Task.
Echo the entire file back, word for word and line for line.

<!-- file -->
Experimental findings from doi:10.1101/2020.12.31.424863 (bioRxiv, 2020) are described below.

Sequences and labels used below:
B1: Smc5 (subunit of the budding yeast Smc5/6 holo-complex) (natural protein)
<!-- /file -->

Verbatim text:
Experimental findings from doi:10.1101/2020.12.31.424863 (bioRxiv, 2020) are described below.

Sequences and labels used below:
B1: Smc5 (subunit of the budding yeast Smc5/6 holo-complex) (natural protein)